I first visited Singapore a couple of years when doing a visa run from Bali which was part of a larger 4 month journey around southeast Asia. I guess the purpose of the visit had something to do with how I felt during my short stay in Singapore — that of a destination that I was simply there to transit through and not to explore with any great effort.
I left Singapore at that time thinking that it was the only non-Asian country in southeast Asia and far too expensive for a cheap-arse like me. I really didn’t like it.
When looking for flights to Indonesia for my current jaunt, I checked all the usual points of entry such as Bali, Jakarta, via Malaysia…and also Singapore. It just so happened that I got a really good deal on a ticket to Singapore from Melbourne — $200 for an 8 hour flight. So rather than skip straight through Singapore as my first instinct told me to do, I decided to hang around a little bit longer to do some walking, some eating and some animal watching. It turned out to be a fantastic experience helped by an Indophile friend I met on my first night, Judith.
I love walking. I especially like walking when I’m in a new place so that I can get my bearings and feel at ease. It’s also the best way, in my view, to get a feel for a place and to discover hidden treats. It’s often too easy to whip out a copy of the Lonely Planet and make a beeline to a restaurant or activity thereby passing all the cool stuff in between — like creepy alleys, culinary delights and my favourite — banal local life.
Around the harbour area there are some really cool things to see on the architectural front. My favourite is probably what is referred to as the ‘durian’. It’s real name is the Esplanade and it regularly hosts world class performing artists in its concert hall and theatre. Other buildings I loved were the Marina Bay Sands which charges $20 to get to the top op unless you are sneaky like me in which case you can as if you are staying there and use the internal elevators.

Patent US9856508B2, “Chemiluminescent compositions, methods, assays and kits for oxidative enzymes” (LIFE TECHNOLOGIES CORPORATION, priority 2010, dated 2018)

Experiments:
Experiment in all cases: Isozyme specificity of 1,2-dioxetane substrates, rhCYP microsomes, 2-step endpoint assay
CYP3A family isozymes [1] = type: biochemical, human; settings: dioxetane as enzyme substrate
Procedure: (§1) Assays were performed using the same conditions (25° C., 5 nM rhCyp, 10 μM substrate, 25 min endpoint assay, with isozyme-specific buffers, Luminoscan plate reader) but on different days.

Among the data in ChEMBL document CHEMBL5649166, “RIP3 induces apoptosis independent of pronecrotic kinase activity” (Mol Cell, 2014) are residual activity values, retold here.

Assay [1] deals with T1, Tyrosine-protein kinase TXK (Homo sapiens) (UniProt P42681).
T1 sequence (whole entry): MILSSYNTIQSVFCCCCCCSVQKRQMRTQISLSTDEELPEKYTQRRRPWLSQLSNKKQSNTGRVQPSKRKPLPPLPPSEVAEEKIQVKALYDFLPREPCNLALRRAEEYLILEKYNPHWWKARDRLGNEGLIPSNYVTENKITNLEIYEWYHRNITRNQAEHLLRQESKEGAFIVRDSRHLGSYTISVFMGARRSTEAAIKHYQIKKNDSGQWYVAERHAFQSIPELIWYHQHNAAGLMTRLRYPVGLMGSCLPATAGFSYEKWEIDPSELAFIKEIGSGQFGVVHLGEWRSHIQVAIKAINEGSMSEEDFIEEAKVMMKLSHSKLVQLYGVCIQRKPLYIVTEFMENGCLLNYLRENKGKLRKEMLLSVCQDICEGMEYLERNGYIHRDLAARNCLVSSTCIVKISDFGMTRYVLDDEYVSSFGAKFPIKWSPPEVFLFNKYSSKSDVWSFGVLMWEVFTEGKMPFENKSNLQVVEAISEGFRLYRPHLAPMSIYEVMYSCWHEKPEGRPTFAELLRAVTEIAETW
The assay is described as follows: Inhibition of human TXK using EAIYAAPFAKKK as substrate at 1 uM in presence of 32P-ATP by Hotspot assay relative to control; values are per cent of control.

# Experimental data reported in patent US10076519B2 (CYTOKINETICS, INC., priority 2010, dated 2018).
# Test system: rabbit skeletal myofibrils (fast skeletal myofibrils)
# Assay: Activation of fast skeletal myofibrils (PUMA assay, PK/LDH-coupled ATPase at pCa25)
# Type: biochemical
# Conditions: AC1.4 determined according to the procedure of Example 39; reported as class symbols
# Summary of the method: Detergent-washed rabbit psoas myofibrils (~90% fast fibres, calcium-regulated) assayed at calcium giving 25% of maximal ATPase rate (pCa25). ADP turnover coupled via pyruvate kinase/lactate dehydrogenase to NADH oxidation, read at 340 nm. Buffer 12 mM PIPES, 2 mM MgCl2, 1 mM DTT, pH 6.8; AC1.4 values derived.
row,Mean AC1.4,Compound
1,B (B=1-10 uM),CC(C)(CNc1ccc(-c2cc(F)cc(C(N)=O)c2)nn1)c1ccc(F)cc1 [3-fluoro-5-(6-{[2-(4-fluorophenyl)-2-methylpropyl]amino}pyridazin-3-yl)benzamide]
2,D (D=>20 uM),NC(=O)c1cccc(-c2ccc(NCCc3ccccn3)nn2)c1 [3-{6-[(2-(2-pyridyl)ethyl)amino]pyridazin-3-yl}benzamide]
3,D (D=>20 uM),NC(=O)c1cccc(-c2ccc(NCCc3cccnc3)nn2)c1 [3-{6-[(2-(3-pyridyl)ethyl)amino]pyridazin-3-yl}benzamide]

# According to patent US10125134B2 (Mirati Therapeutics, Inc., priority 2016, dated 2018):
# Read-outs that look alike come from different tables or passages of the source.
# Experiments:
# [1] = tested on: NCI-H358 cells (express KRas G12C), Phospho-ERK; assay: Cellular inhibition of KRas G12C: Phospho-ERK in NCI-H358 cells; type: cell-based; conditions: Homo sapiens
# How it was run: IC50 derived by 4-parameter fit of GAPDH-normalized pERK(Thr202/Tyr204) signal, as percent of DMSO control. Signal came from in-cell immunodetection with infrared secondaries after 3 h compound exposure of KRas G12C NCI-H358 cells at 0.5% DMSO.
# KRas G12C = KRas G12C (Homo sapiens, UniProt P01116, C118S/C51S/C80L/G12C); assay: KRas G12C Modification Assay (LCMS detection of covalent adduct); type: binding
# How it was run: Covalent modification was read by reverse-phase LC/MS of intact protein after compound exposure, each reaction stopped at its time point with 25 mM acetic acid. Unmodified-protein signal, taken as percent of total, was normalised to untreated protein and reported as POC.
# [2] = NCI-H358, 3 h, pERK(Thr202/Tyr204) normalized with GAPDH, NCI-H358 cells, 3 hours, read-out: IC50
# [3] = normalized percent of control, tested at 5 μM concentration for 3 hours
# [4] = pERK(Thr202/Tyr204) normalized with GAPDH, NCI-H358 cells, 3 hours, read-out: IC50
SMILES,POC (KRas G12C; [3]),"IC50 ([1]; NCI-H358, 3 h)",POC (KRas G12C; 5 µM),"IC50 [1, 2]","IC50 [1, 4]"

Singapore has always been known as a great food destination, but I never saw it on my first journey. This time I was determined to crack the nut that is the hawker centres where I’d read it was possible to get a good feed for under $3 which is good value in anyone’s language. Judith and I hit up the Old Airport Rd food hall for starters and it delievered the goods. I got myself a laksa with a massive dollop of sambal balancing precariously on the side. Needless to say I needed hardly any of it as it was spicy enough for me.
I also got around to a few hawker centres near Little India and they all dished up lovely food. The mainstays of most of these joints was chicken rice, prawn mee and miscellaneous crazy Chinese stuff that didn’t take my fancy. It truly is possible to eat great food on the cheap in Singapore.
Apart from walking around aimlessly, was there anything else I did? Why yes there was, as the sub-heading might suggest. Judith and I headed off to the Singapore Zoo. Being a fan of giving local transport a go, I indicated to Judith that I had the directions to the zoo all sorted out. After the first bus told us to get off in the middle of nowhere, we looked for a cab. Apparently there is some weird ‘no pickup’ rule in Singapore (one of about a billion rules that you can’t be expected to get a handle on) and we walked around a little like zombies (sans drool) until we managed to get to a bus stop (perhaps the same one that we were dumped off at). We jumped on another bus, jumped off it again just up the road and changed to the zoo bus. All in all, a silly decision by me to do public transport. For a few dollars more, it would have been better to get a direct tourist bus or even a cab.